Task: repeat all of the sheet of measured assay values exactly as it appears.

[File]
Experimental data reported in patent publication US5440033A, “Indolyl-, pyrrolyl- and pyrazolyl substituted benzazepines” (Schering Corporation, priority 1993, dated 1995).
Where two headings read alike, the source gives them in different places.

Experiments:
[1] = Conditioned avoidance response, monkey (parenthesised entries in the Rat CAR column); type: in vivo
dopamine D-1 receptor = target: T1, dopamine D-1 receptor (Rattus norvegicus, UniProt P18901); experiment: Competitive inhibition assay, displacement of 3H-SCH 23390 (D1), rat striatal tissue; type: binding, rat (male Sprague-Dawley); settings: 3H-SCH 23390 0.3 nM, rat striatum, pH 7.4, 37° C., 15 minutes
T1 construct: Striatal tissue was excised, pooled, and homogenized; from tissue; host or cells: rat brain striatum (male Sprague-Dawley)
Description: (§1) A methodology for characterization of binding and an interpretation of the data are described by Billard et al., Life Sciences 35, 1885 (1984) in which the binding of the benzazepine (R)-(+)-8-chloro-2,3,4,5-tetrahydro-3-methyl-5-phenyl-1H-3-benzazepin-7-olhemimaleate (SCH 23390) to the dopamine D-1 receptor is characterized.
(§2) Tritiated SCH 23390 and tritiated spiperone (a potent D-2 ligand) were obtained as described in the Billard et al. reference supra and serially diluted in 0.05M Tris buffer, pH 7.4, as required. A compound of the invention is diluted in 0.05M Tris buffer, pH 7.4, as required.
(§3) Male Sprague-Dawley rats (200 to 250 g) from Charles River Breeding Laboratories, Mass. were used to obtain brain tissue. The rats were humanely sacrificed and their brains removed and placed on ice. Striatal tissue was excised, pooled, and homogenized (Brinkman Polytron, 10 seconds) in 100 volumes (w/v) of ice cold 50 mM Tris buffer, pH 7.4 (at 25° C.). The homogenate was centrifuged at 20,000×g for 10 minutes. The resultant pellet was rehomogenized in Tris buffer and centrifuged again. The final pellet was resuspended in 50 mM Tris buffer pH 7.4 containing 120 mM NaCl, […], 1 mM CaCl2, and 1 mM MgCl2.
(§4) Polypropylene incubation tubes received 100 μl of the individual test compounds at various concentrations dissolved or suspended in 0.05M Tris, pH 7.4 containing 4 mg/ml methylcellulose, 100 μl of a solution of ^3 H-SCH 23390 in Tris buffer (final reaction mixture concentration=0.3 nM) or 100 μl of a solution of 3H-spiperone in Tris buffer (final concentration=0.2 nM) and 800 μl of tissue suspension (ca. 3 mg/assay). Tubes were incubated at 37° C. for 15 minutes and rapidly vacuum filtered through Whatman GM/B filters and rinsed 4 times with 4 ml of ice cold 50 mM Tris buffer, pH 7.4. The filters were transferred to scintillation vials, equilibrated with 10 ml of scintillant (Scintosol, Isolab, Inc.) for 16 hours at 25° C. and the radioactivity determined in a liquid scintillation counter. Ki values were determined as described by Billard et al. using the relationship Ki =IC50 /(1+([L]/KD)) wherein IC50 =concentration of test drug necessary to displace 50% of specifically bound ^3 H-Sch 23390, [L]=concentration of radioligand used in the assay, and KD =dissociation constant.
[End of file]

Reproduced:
Experimental data reported in patent publication US5440033A, “Indolyl-, pyrrolyl- and pyrazolyl substituted benzazepines” (Schering Corporation, priority 1993, dated 1995).
Where two headings read alike, the source gives them in different places.

Experiments:
[1] = Conditioned avoidance response, monkey (parenthesised entries in the Rat CAR column); type: in vivo
dopamine D-1 receptor = target: T1, dopamine D-1 receptor (Rattus norvegicus, UniProt P18901); experiment: Competitive inhibition assay, displacement of 3H-SCH 23390 (D1), rat striatal tissue; type: binding, rat (male Sprague-Dawley); settings: 3H-SCH 23390 0.3 nM, rat striatum, pH 7.4, 37° C., 15 minutes
T1 construct: Striatal tissue was excised, pooled, and homogenized; from tissue; host or cells: rat brain striatum (male Sprague-Dawley)
Description: (§1) A methodology for characterization of binding and an interpretation of the data are described by Billard et al., Life Sciences 35, 1885 (1984) in which the binding of the benzazepine (R)-(+)-8-chloro-2,3,4,5-tetrahydro-3-methyl-5-phenyl-1H-3-benzazepin-7-olhemimaleate (SCH 23390) to the dopamine D-1 receptor is characterized.
(§2) Tritiated SCH 23390 and tritiated spiperone (a potent D-2 ligand) were obtained as described in the Billard et al. reference supra and serially diluted in 0.05M Tris buffer, pH 7.4, as required. A compound of the invention is diluted in 0.05M Tris buffer, pH 7.4, as required.
(§3) Male Sprague-Dawley rats (200 to 250 g) from Charles River Breeding Laboratories, Mass. were used to obtain brain tissue. The rats were humanely sacrificed and their brains removed and placed on ice. Striatal tissue was excised, pooled, and homogenized (Brinkman Polytron, 10 seconds) in 100 volumes (w/v) of ice cold 50 mM Tris buffer, pH 7.4 (at 25° C.). The homogenate was centrifuged at 20,000×g for 10 minutes. The resultant pellet was rehomogenized in Tris buffer and centrifuged again. The final pellet was resuspended in 50 mM Tris buffer pH 7.4 containing 120 mM NaCl, […], 1 mM CaCl2, and 1 mM MgCl2.
(§4) Polypropylene incubation tubes received 100 μl of the individual test compounds at various concentrations dissolved or suspended in 0.05M Tris, pH 7.4 containing 4 mg/ml methylcellulose, 100 μl of a solution of ^3 H-SCH 23390 in Tris buffer (final reaction mixture concentration=0.3 nM) or 100 μl of a solution of 3H-spiperone in Tris buffer (final concentration=0.2 nM) and 800 μl of tissue suspension (ca. 3 mg/assay). Tubes were incubated at 37° C. for 15 minutes and rapidly vacuum filtered through Whatman GM/B filters and rinsed 4 times with 4 ml of ice cold 50 mM Tris buffer, pH 7.4. The filters were transferred to scintillation vials, equilibrated with 10 ml of scintillant (Scintosol, Isolab, Inc.) for 16 hours at 25° C. and the radioactivity determined in a liquid scintillation counter. Ki values were determined as described by Billard et al. using the relationship Ki =IC50 /(1+([L]/KD)) wherein IC50 =concentration of test drug necessary to displace 50% of specifically bound ^3 H-Sch 23390, [L]=concentration of radioligand used in the assay, and KD =dissociation constant.